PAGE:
End of an era as last remnants of P&O fall to Dubai for £3.3bn

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The Independent Online

DP World, the state-owned Dubai ports business which agreed to buy P&O for £3.3bn yesterday, is to keep the British company's troubled ferries business, its London headquarters, current management, employees and the brand. The buyer is also committed to a planned giant new £1bn container port, Thames Gateway at Thurrock, Essex.

Announcing the agreed deal, which ends the Peninsular & Oriental Steam Navigation Company's 170-year history as an iconic British business, P&O's chairman revealed that he had not sought to start an auction to sell the group once DP World made an approach. And no other party has contacted P&O about a bid since then.

Sir John Parker said that P&O had not been trying to attract a buyer when DP World's chairman, Sultan Ahmed Bin Sulayem, came calling. "The company was not for sale but Sultan a month ago put a respectable figure on the table," Sir John said. "There then followed tough negotiations to get to a number we were comfortable recommending ... There was no effort to start an auction because the company was not for sale, if the approach led to a deal, then so be it."

Although the 443p-a-share transaction came at a heady 46 per cent premium to the P&O share price before DP World's interest was revealed, analysts said yesterday that a counter-bid could not be ruled out.

There was an outside chance that a rival could make a play for P&O, especially as the other leading operators are big and rich. That could come from Hong Kong's Hutchison, the Port of Singapore or Denmark's AP Moeller. Christopher Combe, of Bears Stearns, said: "In light of the secretive nature and/or lack of transparency among potential rival bidders, we hesitate to dismiss the possibility of a competing bid emerging."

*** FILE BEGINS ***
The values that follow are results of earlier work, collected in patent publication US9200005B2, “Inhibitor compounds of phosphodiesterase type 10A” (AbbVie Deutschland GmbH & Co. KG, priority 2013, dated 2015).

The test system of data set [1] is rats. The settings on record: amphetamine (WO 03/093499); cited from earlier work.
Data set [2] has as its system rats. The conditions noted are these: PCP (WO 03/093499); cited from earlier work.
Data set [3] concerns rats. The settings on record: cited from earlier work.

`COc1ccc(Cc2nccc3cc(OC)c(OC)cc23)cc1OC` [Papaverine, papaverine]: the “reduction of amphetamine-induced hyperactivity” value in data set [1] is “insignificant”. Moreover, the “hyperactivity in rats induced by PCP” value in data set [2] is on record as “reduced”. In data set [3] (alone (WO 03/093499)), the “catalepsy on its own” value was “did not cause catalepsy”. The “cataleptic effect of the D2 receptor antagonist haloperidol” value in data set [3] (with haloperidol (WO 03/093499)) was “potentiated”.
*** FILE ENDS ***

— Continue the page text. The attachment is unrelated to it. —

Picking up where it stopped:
Thedeal brings together P&O, the world's No 4 player, which has 29 container ports in 18 countries, with the No 7, DP World. The combined company will be the third-biggest operator, or joint third with AP Moeller, depending on how market share is assessed.

Measured by volumes passing through their ports, Hutchison is by far the biggest, with 13 per cent of the market, followed by Singapore at 9 per cent. P&O-DP World and AP Moeller are only marginally behind Singapore. The Dubai company has already pulled off one other major acquisition recently when it bought the US group CSX Corporation for $1.15bn (£640m).

Mr Bin Sulayem likened the rise of DP World to Dubai's airline, Emirates, which started as a small regional player but is now a major global carrier. He said that DP World's customers had wanted its services in more parts of the globe and it bought P&O because DP World was weak in Europe and the US.

He said the decision to acquire P&O had been made by the DP World board, not the Dubai state, and financing for the deal would also come from DP World's own resources and bank borrowing, not the government.

On the P&O ferries operation, Mr Bin Sulayem would not spell out DP World's longer-term plans. The business, which employs 4,500 and runs services between the UK and the Continent, has been loss-making but is expected to be back in profit next year. P&O has sold most of its other non-port assets. "Our offer is for all of P&O, including the ferries. We are pleased with the restructuring carried out there," Mr Bin Sulayem said. DP World will pay off £125m of P&O's £200m pension fund deficit, with the remainder filled over the next five years.

Sir John said that UK investors tended not to appreciate the true worth of companies. "I feel a degree of sadness that the real value of a group only emerges when a bid arrives ... [Before that] You can talk about being undervalued till you're blue in the face but it does not get you very far."

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